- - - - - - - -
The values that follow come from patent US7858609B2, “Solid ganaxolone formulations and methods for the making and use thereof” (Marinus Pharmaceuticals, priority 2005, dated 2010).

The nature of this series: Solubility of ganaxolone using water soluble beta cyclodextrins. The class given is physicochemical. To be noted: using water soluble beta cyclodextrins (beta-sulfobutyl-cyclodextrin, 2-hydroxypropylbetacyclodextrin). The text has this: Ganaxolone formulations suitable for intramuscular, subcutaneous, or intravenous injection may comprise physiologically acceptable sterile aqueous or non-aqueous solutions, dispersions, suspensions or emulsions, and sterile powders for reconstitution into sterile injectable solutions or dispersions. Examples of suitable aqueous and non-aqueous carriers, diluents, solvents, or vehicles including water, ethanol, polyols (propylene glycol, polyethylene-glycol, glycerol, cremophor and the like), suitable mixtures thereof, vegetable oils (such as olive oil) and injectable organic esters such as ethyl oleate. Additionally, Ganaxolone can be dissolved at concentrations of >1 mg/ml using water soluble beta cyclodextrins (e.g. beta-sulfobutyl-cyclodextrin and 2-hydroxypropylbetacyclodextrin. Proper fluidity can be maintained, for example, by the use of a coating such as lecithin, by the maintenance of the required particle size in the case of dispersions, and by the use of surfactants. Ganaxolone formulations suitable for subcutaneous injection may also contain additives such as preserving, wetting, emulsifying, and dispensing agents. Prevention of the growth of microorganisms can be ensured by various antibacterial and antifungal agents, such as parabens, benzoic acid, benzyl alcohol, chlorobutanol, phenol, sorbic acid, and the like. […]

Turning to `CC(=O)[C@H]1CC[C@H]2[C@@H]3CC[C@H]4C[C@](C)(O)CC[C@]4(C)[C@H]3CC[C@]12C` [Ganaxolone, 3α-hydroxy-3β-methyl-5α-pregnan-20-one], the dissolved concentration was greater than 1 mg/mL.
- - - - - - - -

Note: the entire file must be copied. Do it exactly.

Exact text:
The values that follow come from patent US7858609B2, “Solid ganaxolone formulations and methods for the making and use thereof” (Marinus Pharmaceuticals, priority 2005, dated 2010).

The nature of this series: Solubility of ganaxolone using water soluble beta cyclodextrins. The class given is physicochemical. To be noted: using water soluble beta cyclodextrins (beta-sulfobutyl-cyclodextrin, 2-hydroxypropylbetacyclodextrin). The text has this: Ganaxolone formulations suitable for intramuscular, subcutaneous, or intravenous injection may comprise physiologically acceptable sterile aqueous or non-aqueous solutions, dispersions, suspensions or emulsions, and sterile powders for reconstitution into sterile injectable solutions or dispersions. Examples of suitable aqueous and non-aqueous carriers, diluents, solvents, or vehicles including water, ethanol, polyols (propylene glycol, polyethylene-glycol, glycerol, cremophor and the like), suitable mixtures thereof, vegetable oils (such as olive oil) and injectable organic esters such as ethyl oleate. Additionally, Ganaxolone can be dissolved at concentrations of >1 mg/ml using water soluble beta cyclodextrins (e.g. beta-sulfobutyl-cyclodextrin and 2-hydroxypropylbetacyclodextrin. Proper fluidity can be maintained, for example, by the use of a coating such as lecithin, by the maintenance of the required particle size in the case of dispersions, and by the use of surfactants. Ganaxolone formulations suitable for subcutaneous injection may also contain additives such as preserving, wetting, emulsifying, and dispensing agents. Prevention of the growth of microorganisms can be ensured by various antibacterial and antifungal agents, such as parabens, benzoic acid, benzyl alcohol, chlorobutanol, phenol, sorbic acid, and the like. […]

Turning to `CC(=O)[C@H]1CC[C@H]2[C@@H]3CC[C@H]4C[C@](C)(O)CC[C@]4(C)[C@H]3CC[C@]12C` [Ganaxolone, 3α-hydroxy-3β-methyl-5α-pregnan-20-one], the dissolved concentration was greater than 1 mg/mL.